I bought books 1-3 at a book fair, because I like to support indie authors. I was pleased with them–I’m always fond on good world building and character development. And toss in some weird and sometimes terrifying critters, and I am all in!

The author was kind enough to send me book 4, but my thoughts are still my own.

Though I’ve seen this series labeled YA, and it does have a young protagonist, it’s not the sort of YA that leaves sometimes older readers cold because of a focus on romance, school angst, etc. In fact, the protagonist is quite mature and concerned with survival in a harsh world, though you never really forget she’s a child.

Book 4–there’s enough backstory woven in that you could start here, but you’d miss a lot of cool happenings. (The set up is that Cheobawn Blackwind lives in domes on a very dangerous colonized planet. There’s some seriously deadly flora and fauna out there–and the animals, in particular, hunt by psychic abilities to confuse or lure their prey. And they find humans tasty. So the dome dwellers manipulate genes to create strong psychic females who can form packs to go out and bring food and supplies back to the dome. Cheobawn, however, is a black bead, bad luck–and it’s quite difficult for her to find somewhere to fit it.)

If you want to start from the beginning, no spoilers, go and read Black Bead.





It’s pretty impossible to review a fourth book without some spoilers for the previous ones, but I’ll do my best.






Ten-year-old Cheobawn Blackwind is growing up much faster and more powerful than anyone expected from a bad luck Black Bead. She’s led her pack of hunters into some remarkable adventures, made some powerful allies, and learned some truths her elders didn’t necessarily want her to know. Then she discovers the plot she’d always suspected behind her birth is deeper and darker than she ever feared. Even worse, a shift in alliances means that the mere idea of her bad luck could endanger her pack–and the whole dome. When she looks into the future, in all but one possible path, she dies–so she’ll have to face down impossible odds, or lose everything she holds dear.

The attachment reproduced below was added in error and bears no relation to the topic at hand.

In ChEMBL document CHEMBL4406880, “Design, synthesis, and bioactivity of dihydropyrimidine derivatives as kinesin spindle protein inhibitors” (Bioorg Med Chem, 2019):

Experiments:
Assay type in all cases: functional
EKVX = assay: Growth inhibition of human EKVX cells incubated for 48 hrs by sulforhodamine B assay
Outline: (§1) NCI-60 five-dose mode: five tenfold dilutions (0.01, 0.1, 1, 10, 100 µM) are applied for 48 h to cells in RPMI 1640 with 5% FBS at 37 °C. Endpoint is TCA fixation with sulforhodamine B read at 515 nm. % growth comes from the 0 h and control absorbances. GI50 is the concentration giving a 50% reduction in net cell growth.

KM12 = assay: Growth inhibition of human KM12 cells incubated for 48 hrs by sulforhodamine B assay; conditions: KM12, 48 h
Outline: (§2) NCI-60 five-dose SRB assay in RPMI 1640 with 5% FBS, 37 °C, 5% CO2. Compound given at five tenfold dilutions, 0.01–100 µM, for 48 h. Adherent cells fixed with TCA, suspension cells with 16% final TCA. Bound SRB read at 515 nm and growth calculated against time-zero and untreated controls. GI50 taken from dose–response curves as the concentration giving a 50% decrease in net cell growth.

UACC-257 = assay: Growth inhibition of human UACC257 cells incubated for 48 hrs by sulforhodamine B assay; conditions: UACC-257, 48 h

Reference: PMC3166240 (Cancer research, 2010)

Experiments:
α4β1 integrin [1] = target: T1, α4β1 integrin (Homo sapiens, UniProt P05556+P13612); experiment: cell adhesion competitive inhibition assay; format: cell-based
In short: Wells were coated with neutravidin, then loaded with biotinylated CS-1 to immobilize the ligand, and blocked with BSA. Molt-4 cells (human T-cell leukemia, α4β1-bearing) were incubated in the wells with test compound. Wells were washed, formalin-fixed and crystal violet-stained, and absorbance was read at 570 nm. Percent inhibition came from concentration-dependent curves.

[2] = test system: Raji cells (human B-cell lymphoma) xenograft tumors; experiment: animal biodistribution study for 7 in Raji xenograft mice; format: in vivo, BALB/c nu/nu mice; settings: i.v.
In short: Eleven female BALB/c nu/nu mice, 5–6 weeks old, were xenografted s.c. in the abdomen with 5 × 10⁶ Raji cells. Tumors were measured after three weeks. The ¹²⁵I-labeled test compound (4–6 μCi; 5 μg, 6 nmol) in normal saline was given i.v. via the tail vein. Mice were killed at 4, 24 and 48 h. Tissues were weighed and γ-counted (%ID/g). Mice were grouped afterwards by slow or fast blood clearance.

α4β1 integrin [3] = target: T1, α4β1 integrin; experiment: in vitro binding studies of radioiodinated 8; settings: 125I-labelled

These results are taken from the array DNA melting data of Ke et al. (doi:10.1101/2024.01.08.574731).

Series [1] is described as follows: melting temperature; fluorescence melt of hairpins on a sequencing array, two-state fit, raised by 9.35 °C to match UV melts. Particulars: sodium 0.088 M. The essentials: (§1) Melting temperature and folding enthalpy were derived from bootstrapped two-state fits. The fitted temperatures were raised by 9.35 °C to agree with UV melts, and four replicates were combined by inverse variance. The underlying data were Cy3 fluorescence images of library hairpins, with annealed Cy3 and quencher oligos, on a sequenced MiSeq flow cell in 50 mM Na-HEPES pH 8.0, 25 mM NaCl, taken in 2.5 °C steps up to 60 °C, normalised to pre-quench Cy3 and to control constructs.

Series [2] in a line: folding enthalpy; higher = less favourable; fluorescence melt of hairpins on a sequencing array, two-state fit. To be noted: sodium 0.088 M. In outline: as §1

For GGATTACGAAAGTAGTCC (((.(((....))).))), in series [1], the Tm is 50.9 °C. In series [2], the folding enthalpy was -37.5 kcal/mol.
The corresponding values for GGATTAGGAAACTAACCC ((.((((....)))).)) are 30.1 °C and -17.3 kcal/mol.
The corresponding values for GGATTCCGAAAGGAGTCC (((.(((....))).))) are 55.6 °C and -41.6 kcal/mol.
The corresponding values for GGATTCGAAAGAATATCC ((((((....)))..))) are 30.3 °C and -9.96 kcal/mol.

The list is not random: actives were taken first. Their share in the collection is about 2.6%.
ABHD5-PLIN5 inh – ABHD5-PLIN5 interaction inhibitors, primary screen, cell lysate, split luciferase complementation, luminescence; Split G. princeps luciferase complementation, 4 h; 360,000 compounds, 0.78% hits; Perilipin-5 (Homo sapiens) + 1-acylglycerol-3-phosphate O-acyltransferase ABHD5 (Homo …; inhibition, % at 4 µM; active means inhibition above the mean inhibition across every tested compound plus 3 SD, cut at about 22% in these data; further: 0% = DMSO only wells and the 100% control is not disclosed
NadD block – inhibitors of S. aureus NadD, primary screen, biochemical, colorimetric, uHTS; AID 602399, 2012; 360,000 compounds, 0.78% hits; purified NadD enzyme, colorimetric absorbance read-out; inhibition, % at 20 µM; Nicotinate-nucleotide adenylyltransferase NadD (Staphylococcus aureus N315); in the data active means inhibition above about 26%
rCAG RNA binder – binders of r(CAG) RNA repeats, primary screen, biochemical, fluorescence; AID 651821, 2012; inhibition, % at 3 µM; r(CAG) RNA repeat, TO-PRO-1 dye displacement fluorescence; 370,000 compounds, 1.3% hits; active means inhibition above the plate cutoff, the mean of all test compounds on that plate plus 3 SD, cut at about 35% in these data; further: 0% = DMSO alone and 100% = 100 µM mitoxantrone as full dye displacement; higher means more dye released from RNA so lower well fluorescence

This series started off with smaller crises, and just the right amount of backstory, character development, and world building. You learn a lot about Cheobawn, especially, her tough childhood and powers, and also about her pack mates, and why they’d choose a bad luck charm like her. Their relationship makes you totally invested in their survival. Then book 3 set up this larger problem Cheobawn now faces. And in book 4, things really begin to fall apart. Secrets are revealed, harsh truths are told, and tough decisions are made. As always, the detailed (and deadly) landscape plays a big part, with eerily intelligent animals as characters in their own right, some allies, others enemies, and a few falling into a gray area.

Despite the protagonist’s age, this isn’t a simple story–it has some thoughtful things to say about family, political choices/ alliances, and doing what’s needed. Perhaps this is because the protagonist is close to grown by her culture’s views, or because she’s already shouldered a lot at her age. I really feel for Cheobawn, as she’s just one person facing difficult odds. Somehow, she finds it in her to keep trying, and that’s what makes me root for her the most. She isn’t certain of her success, and at times feels despair at the tasks ahead of her, but with a little help, she’s worked miracles before. And I sure hope she pulls out a miraculous last minute save again! The end of the book is a pause, the calm before the storm sweeps over the world again, and left me eager to see what’s coming next.

Highly recommended for fans of strong female protagonists, excellent world building, high tension action, and scary wildlife.

About Caitlin Stern

I have a MA in English, and have so many fantasy/urban fantasy WIPs it's not even funny. I'm an avid reader of science fiction, fantasy, mystery, romance, biography, fiction, and anything else that catches my interest. I collect books, and bookmarks I find that are visually appealing and useful.

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